Switching Between Host and Tenants

While working on a multi-tenant application database, we can get the current tenant. By default, it's obtained from the IAbpSession (as described before). We can change this behavior and switch to another tenant's database. Example:

public class ProductService : ITransientDependency
    private readonly IRepository<Product> _productRepository;
    private readonly IUnitOfWorkManager _unitOfWorkManager;

    public ProductService(IRepository<Product> productRepository, IUnitOfWorkManager unitOfWorkManager)
        _productRepository = productRepository;
        _unitOfWorkManager = unitOfWorkManager;

    public virtual List<Product> GetProducts(int tenantId)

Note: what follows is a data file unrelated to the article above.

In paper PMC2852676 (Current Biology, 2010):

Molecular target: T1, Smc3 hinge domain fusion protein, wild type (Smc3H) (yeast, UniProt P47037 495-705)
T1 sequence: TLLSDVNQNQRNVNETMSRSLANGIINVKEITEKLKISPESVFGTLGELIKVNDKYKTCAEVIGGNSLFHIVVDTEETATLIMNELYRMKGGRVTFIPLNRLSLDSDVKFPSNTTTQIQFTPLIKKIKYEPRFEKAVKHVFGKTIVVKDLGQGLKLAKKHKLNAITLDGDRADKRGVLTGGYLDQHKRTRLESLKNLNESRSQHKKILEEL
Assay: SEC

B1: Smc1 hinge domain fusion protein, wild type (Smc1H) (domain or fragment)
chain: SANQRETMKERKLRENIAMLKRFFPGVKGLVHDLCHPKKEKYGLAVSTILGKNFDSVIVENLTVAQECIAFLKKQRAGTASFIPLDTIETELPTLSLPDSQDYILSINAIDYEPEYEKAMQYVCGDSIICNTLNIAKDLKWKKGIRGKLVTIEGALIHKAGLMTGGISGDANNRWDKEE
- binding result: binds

using (_unitOfWorkManager.Current.SetTenantId(tenantId))
            return _productRepository.GetAllList();

SetTenantId ensures that we are working on a given tenant's data, independent from the database architecture:

  • If the given tenant has a dedicated database, it switches to that database and gets products from it.
  • If the given tenant does not have a dedicated database (the single database approach, for example), it adds the automatic TenantId filter to query only that tenant's products.

If we don't use SetTenantId, it gets the tenantId from the session. There are some guidelines and best practices here:

  • Use SetTenantId(null) to switch to the host.
  • Use SetTenantId within a using block (as in the example) if there is not a special case. This way, it automatically restores the tenantId at the end of the using block and the code calling the GetProducts method works as before.
  • You can use SetTenantId in nested blocks if it's needed.
  • Since _unitOfWorkManager.Current is only available in a unit of work, be sure that your code runs in a UOW.